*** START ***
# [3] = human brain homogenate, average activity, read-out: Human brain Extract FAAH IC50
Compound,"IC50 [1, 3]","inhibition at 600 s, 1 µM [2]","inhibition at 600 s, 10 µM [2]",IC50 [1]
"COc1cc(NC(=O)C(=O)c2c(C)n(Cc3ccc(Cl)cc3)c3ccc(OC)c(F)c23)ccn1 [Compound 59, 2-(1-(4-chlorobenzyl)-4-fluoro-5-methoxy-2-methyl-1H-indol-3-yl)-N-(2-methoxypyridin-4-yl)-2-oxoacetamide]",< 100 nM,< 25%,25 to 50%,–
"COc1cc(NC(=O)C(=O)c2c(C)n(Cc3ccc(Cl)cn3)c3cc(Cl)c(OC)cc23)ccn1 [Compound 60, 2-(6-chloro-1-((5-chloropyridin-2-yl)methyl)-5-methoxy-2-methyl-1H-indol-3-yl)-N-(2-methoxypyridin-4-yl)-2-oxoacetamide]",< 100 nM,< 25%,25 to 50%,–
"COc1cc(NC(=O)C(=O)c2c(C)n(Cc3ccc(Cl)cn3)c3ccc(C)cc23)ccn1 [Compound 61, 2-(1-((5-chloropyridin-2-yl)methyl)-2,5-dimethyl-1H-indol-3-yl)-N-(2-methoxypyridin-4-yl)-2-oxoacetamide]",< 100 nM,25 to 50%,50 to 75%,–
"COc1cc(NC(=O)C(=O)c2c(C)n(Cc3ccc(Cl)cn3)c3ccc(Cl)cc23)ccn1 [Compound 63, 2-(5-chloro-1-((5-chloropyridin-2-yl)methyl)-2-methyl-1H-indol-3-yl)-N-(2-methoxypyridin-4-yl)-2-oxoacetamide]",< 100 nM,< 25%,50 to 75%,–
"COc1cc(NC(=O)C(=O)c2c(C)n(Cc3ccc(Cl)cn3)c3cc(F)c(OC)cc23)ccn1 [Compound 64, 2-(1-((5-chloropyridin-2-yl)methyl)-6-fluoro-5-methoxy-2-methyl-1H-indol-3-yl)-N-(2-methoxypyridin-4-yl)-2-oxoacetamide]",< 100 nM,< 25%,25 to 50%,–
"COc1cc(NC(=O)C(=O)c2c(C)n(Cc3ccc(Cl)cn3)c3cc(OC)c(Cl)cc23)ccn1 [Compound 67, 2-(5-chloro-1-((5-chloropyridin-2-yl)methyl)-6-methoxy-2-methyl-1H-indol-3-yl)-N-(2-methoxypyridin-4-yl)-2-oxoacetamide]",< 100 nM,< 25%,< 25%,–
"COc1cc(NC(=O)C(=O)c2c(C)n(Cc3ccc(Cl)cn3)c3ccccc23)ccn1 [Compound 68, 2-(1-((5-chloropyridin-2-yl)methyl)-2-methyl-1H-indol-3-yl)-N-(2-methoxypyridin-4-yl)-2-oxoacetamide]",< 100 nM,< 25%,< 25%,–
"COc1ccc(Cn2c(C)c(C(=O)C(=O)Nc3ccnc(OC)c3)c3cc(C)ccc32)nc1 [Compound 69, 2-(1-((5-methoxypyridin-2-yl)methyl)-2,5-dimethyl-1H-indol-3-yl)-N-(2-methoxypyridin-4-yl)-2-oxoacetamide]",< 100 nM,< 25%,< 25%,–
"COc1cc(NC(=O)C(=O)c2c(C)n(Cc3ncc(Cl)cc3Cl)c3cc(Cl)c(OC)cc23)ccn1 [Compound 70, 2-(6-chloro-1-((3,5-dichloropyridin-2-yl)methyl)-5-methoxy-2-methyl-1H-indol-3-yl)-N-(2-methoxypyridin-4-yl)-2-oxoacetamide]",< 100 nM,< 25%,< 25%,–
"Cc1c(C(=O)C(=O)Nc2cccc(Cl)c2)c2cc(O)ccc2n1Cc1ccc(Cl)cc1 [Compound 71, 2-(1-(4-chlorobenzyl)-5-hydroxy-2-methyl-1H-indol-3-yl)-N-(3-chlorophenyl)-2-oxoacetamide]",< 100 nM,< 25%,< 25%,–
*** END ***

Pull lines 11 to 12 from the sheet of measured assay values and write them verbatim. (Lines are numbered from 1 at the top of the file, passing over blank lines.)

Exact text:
"COc1cc(NC(=O)C(=O)c2c(C)n(Cc3ncc(Cl)cc3Cl)c3cc(Cl)c(OC)cc23)ccn1 [Compound 70, 2-(6-chloro-1-((3,5-dichloropyridin-2-yl)methyl)-5-methoxy-2-methyl-1H-indol-3-yl)-N-(2-methoxypyridin-4-yl)-2-oxoacetamide]",< 100 nM,< 25%,< 25%,–
"Cc1c(C(=O)C(=O)Nc2cccc(Cl)c2)c2cc(O)ccc2n1Cc1ccc(Cl)cc1 [Compound 71, 2-(1-(4-chlorobenzyl)-5-hydroxy-2-methyl-1H-indol-3-yl)-N-(3-chlorophenyl)-2-oxoacetamide]",< 100 nM,< 25%,< 25%,–